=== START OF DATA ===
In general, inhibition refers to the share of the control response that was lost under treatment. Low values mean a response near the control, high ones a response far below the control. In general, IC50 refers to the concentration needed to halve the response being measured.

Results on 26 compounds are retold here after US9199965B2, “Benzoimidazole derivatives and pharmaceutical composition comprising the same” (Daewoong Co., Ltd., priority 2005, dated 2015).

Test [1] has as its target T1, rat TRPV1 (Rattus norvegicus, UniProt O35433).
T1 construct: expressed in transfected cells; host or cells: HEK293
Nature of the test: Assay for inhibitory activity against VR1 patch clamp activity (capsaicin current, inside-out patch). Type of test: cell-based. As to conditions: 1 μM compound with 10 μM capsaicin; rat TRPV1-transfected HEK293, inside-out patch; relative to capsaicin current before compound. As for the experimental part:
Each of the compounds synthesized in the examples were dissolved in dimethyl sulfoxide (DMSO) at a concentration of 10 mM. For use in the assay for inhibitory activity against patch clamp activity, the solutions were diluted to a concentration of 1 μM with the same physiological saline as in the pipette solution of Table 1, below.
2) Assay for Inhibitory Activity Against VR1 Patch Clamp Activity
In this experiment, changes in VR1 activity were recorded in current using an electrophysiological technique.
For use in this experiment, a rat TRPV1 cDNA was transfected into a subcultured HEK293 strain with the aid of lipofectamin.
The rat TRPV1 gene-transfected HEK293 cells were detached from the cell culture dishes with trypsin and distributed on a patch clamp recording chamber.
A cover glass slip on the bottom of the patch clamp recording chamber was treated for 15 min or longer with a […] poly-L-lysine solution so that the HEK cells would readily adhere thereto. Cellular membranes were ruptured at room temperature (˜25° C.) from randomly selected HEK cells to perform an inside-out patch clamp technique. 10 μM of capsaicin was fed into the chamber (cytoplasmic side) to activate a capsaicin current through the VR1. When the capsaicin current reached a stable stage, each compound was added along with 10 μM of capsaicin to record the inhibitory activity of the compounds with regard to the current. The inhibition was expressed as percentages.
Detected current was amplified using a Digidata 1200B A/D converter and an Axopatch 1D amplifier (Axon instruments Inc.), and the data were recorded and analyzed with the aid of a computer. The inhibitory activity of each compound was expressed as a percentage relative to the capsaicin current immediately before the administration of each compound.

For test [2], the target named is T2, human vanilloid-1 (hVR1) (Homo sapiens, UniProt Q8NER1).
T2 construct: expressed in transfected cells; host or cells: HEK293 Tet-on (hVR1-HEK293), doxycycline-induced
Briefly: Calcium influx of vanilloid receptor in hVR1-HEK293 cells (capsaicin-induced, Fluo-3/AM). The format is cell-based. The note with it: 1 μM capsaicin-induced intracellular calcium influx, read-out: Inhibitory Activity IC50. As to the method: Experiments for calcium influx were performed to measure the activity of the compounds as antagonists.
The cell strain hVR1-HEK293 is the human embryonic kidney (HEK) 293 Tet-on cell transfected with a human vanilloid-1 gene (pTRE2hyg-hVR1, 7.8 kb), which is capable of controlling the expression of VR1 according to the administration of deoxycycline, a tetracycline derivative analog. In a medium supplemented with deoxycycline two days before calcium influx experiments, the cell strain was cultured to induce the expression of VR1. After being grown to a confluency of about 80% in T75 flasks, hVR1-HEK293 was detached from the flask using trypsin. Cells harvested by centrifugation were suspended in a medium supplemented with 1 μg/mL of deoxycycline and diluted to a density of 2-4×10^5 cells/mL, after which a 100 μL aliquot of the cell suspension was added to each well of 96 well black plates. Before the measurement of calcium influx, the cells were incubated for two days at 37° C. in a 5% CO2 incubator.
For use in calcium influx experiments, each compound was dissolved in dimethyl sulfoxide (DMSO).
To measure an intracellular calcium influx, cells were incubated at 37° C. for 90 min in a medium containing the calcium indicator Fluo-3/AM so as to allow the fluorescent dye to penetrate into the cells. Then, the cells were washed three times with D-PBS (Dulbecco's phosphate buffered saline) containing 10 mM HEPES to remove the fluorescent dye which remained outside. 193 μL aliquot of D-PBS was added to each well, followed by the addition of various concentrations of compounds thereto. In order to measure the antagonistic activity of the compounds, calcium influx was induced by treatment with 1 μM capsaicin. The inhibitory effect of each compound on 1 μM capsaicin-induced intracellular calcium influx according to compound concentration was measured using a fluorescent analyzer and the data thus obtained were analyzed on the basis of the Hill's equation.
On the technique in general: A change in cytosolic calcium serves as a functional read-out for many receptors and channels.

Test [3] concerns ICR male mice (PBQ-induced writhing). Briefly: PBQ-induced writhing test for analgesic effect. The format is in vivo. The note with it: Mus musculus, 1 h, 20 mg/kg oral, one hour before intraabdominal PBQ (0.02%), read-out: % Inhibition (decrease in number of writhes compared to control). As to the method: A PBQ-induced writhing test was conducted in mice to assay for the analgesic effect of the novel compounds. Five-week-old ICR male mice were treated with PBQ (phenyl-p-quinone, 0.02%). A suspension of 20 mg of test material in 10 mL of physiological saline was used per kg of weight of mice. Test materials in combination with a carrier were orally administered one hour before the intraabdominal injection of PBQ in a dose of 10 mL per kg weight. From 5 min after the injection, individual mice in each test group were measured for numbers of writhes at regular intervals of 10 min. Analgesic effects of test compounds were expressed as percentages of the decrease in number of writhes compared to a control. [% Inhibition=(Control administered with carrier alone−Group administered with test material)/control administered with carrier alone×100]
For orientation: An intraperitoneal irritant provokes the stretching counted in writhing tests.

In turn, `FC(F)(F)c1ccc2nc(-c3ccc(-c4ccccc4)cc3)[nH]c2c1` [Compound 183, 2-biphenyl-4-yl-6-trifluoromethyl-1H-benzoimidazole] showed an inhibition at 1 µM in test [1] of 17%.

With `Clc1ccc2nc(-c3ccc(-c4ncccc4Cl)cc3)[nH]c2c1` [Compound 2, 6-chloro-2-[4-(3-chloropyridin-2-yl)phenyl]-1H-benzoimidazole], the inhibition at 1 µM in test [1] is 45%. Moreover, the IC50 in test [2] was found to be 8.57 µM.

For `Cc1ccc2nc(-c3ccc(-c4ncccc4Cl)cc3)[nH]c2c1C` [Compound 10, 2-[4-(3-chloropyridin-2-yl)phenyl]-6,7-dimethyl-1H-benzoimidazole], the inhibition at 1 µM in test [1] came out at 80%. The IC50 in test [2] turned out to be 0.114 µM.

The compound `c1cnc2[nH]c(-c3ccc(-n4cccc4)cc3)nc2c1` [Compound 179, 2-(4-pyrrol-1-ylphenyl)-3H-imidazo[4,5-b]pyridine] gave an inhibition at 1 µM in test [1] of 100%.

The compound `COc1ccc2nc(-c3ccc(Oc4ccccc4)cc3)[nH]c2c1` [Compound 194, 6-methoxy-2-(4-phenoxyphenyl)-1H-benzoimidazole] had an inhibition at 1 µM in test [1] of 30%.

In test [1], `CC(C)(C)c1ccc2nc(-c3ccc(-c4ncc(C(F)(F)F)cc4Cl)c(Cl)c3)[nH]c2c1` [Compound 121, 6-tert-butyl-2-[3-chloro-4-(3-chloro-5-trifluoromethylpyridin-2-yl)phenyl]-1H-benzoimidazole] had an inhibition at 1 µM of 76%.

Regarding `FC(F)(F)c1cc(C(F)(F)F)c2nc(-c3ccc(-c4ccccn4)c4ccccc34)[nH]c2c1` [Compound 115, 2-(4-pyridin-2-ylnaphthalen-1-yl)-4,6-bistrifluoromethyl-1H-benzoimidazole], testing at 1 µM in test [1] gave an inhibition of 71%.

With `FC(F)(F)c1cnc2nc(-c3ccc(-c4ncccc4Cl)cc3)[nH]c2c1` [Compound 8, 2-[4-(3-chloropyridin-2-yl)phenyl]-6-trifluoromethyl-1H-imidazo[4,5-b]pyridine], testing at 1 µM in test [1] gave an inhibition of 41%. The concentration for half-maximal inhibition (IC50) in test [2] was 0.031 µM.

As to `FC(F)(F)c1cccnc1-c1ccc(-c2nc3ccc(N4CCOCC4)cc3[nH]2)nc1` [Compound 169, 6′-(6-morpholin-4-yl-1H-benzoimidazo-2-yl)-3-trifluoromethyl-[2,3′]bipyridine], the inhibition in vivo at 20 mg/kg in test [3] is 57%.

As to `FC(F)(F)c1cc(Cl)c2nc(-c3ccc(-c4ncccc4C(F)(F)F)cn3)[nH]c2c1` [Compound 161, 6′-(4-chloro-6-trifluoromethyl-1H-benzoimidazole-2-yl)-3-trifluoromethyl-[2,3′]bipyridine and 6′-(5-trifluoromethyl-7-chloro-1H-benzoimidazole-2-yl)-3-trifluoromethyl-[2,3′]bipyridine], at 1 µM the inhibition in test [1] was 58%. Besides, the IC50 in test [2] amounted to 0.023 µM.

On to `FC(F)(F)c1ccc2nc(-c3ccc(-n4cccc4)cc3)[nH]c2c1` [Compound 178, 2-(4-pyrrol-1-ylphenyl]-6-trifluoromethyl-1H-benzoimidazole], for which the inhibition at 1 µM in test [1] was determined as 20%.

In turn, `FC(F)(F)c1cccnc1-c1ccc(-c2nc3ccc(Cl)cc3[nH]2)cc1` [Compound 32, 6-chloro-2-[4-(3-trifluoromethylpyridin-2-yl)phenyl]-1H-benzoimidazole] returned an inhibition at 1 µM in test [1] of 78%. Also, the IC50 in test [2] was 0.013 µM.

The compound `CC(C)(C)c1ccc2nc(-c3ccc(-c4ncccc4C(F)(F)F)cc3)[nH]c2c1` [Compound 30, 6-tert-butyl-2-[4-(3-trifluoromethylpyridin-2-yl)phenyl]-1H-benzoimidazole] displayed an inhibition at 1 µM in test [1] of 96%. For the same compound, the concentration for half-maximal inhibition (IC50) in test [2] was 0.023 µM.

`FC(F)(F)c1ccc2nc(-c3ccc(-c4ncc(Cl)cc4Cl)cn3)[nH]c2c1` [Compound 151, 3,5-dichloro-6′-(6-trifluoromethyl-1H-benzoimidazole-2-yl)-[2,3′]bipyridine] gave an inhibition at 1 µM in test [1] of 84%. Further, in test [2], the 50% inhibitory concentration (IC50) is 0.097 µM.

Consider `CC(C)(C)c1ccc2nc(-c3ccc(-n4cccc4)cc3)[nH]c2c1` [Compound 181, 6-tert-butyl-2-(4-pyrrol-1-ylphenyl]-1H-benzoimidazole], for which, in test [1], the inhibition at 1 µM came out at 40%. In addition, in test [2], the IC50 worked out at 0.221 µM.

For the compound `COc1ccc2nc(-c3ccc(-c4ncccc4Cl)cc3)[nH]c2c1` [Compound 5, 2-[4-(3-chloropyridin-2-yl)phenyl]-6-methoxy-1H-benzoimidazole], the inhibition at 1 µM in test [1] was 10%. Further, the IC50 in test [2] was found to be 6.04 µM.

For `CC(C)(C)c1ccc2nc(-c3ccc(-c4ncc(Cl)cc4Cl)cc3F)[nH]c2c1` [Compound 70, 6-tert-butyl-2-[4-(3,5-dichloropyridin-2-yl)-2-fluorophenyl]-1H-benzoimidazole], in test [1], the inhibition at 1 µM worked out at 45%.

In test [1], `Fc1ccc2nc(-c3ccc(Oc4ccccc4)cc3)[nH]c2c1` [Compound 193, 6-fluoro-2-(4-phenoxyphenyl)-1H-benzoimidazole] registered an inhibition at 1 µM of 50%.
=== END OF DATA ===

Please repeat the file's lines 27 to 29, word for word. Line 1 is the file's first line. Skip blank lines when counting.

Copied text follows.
In test [1], `CC(C)(C)c1ccc2nc(-c3ccc(-c4ncc(C(F)(F)F)cc4Cl)c(Cl)c3)[nH]c2c1` [Compound 121, 6-tert-butyl-2-[3-chloro-4-(3-chloro-5-trifluoromethylpyridin-2-yl)phenyl]-1H-benzoimidazole] had an inhibition at 1 µM of 76%.

Regarding `FC(F)(F)c1cc(C(F)(F)F)c2nc(-c3ccc(-c4ccccn4)c4ccccc34)[nH]c2c1` [Compound 115, 2-(4-pyridin-2-ylnaphthalen-1-yl)-4,6-bistrifluoromethyl-1H-benzoimidazole], testing at 1 µM in test [1] gave an inhibition of 71%.

With `FC(F)(F)c1cnc2nc(-c3ccc(-c4ncccc4Cl)cc3)[nH]c2c1` [Compound 8, 2-[4-(3-chloropyridin-2-yl)phenyl]-6-trifluoromethyl-1H-imidazo[4,5-b]pyridine], testing at 1 µM in test [1] gave an inhibition of 41%. The concentration for half-maximal inhibition (IC50) in test [2] was 0.031 µM.